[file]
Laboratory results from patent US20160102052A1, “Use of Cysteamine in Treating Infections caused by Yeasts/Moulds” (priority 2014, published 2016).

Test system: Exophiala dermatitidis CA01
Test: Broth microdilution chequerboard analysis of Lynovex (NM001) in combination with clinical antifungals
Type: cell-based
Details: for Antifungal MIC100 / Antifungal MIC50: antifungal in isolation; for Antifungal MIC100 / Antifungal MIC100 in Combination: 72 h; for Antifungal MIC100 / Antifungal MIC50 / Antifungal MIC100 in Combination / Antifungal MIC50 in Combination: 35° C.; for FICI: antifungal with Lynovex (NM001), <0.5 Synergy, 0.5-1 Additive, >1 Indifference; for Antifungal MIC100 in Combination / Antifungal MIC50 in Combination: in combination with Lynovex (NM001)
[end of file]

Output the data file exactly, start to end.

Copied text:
Laboratory results from patent US20160102052A1, “Use of Cysteamine in Treating Infections caused by Yeasts/Moulds” (priority 2014, published 2016).

Test system: Exophiala dermatitidis CA01
Test: Broth microdilution chequerboard analysis of Lynovex (NM001) in combination with clinical antifungals
Type: cell-based
Details: for Antifungal MIC100 / Antifungal MIC50: antifungal in isolation; for Antifungal MIC100 / Antifungal MIC100 in Combination: 72 h; for Antifungal MIC100 / Antifungal MIC50 / Antifungal MIC100 in Combination / Antifungal MIC50 in Combination: 35° C.; for FICI: antifungal with Lynovex (NM001), <0.5 Synergy, 0.5-1 Additive, >1 Indifference; for Antifungal MIC100 in Combination / Antifungal MIC50 in Combination: in combination with Lynovex (NM001)